The Case Study Houses were and are an illustration of modernism’s intended audience—the masses. These homes were intended to change the way we look at residential design and forever alter the way we live. Built or unfinished, preserved or lost, join us as we take a closer look at each of the iconic designs that carry the name “Case Study House.” In this installment we look at Case Study House #9.
Meet Case Study House #9
The Entenza House was created for John Entenza, the editor of Arts & Architecture Magazine. Introduced alongside CSH #8 (The Eames House) in the December 1945 issue, the homes were designed adjacent to each other on a large plot of land in Pacific Palisades, CA, and would later include two other Case Study Houses. Though the Entenza House wasn’t built until 1949, the plans of Charles Eames and Eero Saarinen remained largely the same from beginning to completion.
As a whole, the steel-frame home focused on a simple construction and easy transition of flexible space. “The occupant will need space used elastically where many or few people can be accommodated within the areas appropriate to such needs,” states the original article.
This can be seen in details such as a sliding door/wall that can open or close as needed to separate a bedroom area from the adjacent built-in seating space below. A similar wall can enclose or join the bath area with a dressing room.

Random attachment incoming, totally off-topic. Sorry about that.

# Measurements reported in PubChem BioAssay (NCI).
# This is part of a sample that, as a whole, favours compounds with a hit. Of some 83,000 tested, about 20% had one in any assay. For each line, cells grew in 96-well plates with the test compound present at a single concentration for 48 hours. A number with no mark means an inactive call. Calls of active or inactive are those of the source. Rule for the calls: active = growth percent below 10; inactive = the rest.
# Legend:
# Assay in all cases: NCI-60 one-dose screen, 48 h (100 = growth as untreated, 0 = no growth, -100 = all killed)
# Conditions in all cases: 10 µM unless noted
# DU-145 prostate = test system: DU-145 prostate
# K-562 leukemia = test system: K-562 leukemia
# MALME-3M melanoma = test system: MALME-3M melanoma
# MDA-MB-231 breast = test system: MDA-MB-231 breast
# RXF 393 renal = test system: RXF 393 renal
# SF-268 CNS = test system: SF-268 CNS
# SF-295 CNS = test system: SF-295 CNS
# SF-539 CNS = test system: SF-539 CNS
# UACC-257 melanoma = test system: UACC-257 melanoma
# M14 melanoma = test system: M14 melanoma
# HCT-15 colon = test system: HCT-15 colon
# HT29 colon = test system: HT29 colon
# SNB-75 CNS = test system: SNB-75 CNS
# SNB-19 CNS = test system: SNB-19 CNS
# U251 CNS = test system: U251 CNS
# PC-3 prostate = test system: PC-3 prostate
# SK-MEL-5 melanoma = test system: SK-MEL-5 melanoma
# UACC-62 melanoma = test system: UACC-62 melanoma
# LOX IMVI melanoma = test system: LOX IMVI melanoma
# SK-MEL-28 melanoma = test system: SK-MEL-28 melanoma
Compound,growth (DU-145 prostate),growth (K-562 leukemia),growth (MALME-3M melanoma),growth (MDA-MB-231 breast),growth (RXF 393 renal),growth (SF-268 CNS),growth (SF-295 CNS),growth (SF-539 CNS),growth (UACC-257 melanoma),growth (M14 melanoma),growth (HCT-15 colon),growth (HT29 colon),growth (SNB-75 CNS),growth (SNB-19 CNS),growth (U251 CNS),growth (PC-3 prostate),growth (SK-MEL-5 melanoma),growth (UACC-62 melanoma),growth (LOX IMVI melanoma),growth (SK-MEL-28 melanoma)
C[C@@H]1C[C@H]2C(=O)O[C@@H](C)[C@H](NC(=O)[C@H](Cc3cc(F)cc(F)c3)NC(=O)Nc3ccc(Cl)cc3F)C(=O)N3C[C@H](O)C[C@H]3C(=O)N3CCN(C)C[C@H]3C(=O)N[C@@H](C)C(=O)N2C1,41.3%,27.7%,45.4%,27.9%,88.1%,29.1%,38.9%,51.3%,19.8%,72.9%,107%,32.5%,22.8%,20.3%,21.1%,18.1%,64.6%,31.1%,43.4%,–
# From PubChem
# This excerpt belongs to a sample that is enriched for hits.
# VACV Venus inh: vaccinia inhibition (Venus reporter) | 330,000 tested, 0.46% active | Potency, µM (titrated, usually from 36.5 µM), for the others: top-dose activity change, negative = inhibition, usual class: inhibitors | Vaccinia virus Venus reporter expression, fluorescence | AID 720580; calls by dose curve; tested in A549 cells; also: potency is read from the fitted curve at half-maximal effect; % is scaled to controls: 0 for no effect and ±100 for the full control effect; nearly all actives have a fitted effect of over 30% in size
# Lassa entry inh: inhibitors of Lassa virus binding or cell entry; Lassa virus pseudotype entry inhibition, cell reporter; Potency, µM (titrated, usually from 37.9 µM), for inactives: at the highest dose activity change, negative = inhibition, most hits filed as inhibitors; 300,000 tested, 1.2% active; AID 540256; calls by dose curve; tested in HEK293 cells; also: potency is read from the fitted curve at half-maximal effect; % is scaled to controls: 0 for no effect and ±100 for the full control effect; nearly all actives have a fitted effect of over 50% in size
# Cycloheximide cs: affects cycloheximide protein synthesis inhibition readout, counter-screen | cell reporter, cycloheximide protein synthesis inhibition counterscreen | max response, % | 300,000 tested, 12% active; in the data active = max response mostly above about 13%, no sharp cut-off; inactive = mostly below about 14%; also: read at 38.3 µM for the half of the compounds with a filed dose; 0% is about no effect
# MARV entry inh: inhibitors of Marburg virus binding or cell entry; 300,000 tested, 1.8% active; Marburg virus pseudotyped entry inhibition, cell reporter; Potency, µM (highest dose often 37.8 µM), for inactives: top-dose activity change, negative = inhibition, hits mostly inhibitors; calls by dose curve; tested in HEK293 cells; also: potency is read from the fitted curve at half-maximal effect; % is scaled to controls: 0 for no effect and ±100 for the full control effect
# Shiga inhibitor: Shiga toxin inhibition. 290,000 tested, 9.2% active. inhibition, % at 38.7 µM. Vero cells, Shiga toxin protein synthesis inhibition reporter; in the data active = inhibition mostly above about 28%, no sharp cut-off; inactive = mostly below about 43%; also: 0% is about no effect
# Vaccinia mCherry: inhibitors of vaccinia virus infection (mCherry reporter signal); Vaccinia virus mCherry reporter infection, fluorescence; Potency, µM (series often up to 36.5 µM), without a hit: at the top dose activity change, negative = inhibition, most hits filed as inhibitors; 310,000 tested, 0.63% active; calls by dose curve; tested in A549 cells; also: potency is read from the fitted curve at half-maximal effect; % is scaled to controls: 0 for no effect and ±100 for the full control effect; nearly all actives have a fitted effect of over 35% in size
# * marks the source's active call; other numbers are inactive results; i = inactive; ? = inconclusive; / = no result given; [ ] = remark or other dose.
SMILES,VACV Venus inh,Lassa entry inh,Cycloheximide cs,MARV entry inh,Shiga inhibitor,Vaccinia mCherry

Case Study House #9 Layout
With a view of the sea through surrounding meadow, the home is all enclosed in a large square, including the garage. As we’ve seen with many of the Case Study Houses, #9 also interacts with its surroundings, with outdoor areas extending the entertaining and relaxing spaces. The main portion of the home is a large central living area that connects with the kitchen, entryway and bedroom.
Two wide steps wrap around to create a sunken portion of the living room and were meant to serve as informal seating when needed. On one side, the sunken area is actually a curved built-in couch. A two-sided fireplace makes a divider for the two spaces, but still allows for views of the outdoor scenery.
Conversely, the study room was created with concentration in mind, so it sits in the middle with no windows or skylights… or distractions! Private spaces were kept to a minimum, smaller in size and light on furniture. There are several terraces that take advantage of the layout and the California sun, including one off the bathroom and a breakfast terrace.
The House Today
Case Study House #9 is still intact today but, unlike the Eames House that is open for tours, the Entenza house has been a private residence for decades. According to archdaily.com, John Entenza only lived in the house for five years and there have been several alterations to the home through different owners over the decades.
To learn more about the Entenza House’s neighbor, the Eames House, read part 1 and part 2. Of course, don’t forget to follow us on Instagram, Facebook and Pinterest for more Atomic Ranch articles and ideas!